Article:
Following yet another round of election related blood-letting, a new constitution was inaugurated in 2010 which was meant to change the way our politics worked. But, as last week sadly showed, that is yet to take root. Too many ordinary Kenyans have been seduced into thinking that the government knows best, that it is actually the checks on the arbitrary exercise of power that are the problem, that instead of protecting constraining rogue government, the constitution is making us more vulnerable to terrorism. Despite the fact that it has largely failed to implement the security system as envisaged in our constitution and laws, the government has spun its own incompetence into a narrative of excessive constitutional restraints.

So once again we hear the refrain that “Uhuru Kenyatta is not Moi. You can trust him with power.” The false narrative is propagated that it was Moi, not the concentration of unchecked power in the Presidency, that led to the state-sponsored terror that killed many more Kenyans and destroyed many more Kenyan lives than its religiously and ideologically inspired cousin. We even hear talk that some oppression is actually fine, even desirable, and that Moi, who has today been rehabilitated from oppressive and kleptocratic tyrant to strong and wise leader and elderly statesman, was an effective bulwark against terrorism, even as he massacred and terrorized.

Kenya’s slide into the seductive embrace of authoritarianism has been aided by the silencing of alternative voices, the continuing demonization of civil society and the lobotomising of the news agenda. Its purpose is to keep the citizenry divided, blind and uninformed, only privy to the official truths of government spin-masters. The publication of government press releases as news by the insipid media, and the Church’s support for tyranny demonstrate just how successful the government has been.

The Security Amendment Bill is the fruit of these efforts and Parliament’s rush to adopt it is proof that the idea of the Assembly as a check on Executive excess and not a rubber stamp for its decisions, has also been abandoned.

In the end, it is the people who must do the work of protecting the country from its government, the labour of upholding the constitution. While some, under the banner of “civil society” or “opposition” can take the lead, it does not absolve the citizen from this duty. Just as it is the ordinary Kenyan who will suffer from the worst excesses of unaccountable government, it is we who must resist its re-emergence.

We must not be suckered by the false notion that the government knows best. It doesn’t. And even when we might be inclined to believe its good intentions, history shows, it doesn’t stay that way for long. Those you think are on your side today may very well turn out to be your oppressors tomorrow and the laws being cheered on today will be the yoke of tomorrow’s subjugation. That is the reality that Kenyans will sooner or later have to wake up to.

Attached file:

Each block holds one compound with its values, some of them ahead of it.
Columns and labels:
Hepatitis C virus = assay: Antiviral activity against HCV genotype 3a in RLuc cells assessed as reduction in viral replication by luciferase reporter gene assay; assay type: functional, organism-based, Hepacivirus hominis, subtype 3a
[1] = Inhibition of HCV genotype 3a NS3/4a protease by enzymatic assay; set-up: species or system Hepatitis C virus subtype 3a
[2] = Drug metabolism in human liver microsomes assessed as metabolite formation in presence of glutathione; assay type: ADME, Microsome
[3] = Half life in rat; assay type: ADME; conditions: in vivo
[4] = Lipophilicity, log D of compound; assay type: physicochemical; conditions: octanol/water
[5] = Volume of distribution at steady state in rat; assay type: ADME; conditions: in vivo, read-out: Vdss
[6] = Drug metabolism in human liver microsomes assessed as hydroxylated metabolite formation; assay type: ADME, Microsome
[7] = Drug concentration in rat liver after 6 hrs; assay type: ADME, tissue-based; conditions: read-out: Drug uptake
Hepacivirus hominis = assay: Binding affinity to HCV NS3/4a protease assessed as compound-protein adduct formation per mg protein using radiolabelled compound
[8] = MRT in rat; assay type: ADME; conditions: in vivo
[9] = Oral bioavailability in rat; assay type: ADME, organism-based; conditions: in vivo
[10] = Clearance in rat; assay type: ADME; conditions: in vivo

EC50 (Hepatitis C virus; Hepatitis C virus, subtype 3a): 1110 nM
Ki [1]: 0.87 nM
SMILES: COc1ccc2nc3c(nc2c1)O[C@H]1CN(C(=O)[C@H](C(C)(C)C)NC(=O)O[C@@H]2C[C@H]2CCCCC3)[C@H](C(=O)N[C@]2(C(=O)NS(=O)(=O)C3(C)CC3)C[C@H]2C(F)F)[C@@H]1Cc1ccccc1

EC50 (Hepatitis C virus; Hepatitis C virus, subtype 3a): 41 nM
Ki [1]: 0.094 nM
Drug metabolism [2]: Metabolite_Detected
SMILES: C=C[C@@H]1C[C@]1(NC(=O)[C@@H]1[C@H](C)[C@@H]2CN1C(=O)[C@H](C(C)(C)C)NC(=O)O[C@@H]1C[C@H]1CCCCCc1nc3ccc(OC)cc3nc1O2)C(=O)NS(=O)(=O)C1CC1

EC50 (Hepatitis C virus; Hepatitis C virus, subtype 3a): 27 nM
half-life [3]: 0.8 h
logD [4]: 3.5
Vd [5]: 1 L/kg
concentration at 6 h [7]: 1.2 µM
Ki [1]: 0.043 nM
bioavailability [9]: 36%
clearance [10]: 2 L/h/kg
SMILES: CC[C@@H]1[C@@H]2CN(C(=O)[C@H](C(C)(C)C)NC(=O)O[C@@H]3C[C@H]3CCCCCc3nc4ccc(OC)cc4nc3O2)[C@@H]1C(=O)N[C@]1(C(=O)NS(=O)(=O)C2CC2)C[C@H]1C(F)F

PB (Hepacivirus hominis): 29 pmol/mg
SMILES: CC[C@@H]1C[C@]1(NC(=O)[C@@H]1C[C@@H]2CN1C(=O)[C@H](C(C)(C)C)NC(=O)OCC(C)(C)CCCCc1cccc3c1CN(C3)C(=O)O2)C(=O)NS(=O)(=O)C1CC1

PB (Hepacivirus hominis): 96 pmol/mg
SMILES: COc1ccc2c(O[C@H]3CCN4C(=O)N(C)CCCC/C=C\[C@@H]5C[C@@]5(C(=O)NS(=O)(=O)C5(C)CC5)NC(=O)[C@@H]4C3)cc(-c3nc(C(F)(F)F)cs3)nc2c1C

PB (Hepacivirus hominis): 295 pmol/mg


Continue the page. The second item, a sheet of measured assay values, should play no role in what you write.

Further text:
Wednesday, December 03, 2014

Kenya's War On Terror Is No Solution To Insecurity

The past two weeks have been pretty horrid for President Uhuru Kenyatta. His decision, after Al Shabaab terrorists last weekend massacred 28 Kenyans in the north-eastern town of Mandera, not to cut short his official visit to the Abu Dhabi Formula One Grand Prix, backfired terribly. And when he did eventually return to face criticism for his administration’s seeming disregard for national security issues, his speech blaming the public for rising insecurity (and a mother for the rape of her baby) did not go down well.

Then on Tuesday morning, despite his deputy’s assurances that nearly 100 terrorists, including those who committed the bus attack, had been killed and their camp just across the border destroyed, Kenyans woke up to news of yet another massacre in the same area. This time, the victims were 36 quarry workers, killed in remarkably similar circumstances.

With public outrage and calls for heads, including his, to roll, reaching a crescendo, President Kenyatta finally decided to sacrifice the two people who, more than any other, were considered responsible for the security debacle. He prevailed upon the Inspector General of Police, David Kimaiyo, to resign and effectively fired his Interior Cabinet Secretary, Joseph ole Lenku.

For the moment, this seems to have sated the anger. However, there are more battles on the horizon and it is important that Kenyans do not lose focus.

In the Barry Levinson movie, Wag the Dog, a top-notch spin doctor, is brought in to take the public's attention away from a potentially disastrous presidential sex scandal just days to the election This is achieved by hiring a Hollywood film producer to construct a fake war with Albania. However, the fiction can only last for so long and, to keep the public eye focused away from scandal, has to be continually embellished till the election is won.

Over the last two years, Kenyatta has implemented his own version of this script. In the run up to the 2013 election, with an unsavoury charge of abetting and financing the mass murder of their countrymen hanging over his and his running mate’s heads, his hired guns manufactured a war. They latched on ill-advised warnings about the advisability of electing politicians indicted by the International Criminal Court, accusing the West of trying to dictate the outcome of the election. The duo rode the subsequent wave of faux-patriotism all the way into power (aided by suspiciously incompetent electoral commission and Supreme Court).

Once ensconced in State House, the duo have continued to embellish the tale, mixing both real and imagined fears -from the ICC to Western imperialism to Al Shabaab-  to create an cocktail of fear and an environment where questioning their motives or peering too closely is seen as a veritable act of treason.